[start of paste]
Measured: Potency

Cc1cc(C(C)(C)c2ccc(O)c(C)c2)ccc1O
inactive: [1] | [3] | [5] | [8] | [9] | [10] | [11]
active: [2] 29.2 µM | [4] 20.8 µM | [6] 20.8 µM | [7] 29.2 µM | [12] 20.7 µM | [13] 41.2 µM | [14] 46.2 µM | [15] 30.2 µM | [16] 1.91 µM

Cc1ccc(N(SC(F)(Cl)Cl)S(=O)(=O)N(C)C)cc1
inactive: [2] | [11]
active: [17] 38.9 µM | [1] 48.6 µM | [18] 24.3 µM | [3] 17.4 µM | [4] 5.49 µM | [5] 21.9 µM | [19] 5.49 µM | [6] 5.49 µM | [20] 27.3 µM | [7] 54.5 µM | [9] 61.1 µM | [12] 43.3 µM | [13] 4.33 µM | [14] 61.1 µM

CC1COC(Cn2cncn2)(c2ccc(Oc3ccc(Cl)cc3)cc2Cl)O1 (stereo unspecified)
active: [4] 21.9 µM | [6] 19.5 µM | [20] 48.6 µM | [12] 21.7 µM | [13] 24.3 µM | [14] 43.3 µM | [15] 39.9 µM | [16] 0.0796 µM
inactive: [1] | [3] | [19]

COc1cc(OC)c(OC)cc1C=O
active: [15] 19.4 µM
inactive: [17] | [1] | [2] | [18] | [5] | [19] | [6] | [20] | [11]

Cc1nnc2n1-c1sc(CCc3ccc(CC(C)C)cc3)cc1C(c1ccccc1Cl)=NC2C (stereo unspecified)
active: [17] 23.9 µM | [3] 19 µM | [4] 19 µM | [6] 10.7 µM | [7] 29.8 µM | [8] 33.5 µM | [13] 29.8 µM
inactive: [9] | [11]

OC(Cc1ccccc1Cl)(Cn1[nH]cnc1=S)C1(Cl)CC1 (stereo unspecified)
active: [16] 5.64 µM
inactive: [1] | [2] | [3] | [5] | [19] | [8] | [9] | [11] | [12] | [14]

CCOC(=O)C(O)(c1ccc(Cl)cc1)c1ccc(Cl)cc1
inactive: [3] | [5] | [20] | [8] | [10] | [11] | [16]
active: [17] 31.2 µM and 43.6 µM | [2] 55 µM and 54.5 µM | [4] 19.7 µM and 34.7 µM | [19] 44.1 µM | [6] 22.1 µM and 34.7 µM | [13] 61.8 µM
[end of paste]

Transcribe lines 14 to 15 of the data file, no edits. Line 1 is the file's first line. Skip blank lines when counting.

Cc1nnc2n1-c1sc(CCc3ccc(CC(C)C)cc3)cc1C(c1ccccc1Cl)=NC2C (stereo unspecified)
active: [17] 23.9 µM | [3] 19 µM | [4] 19 µM | [6] 10.7 µM | [7] 29.8 µM | [8] 33.5 µM | [13] 29.8 µM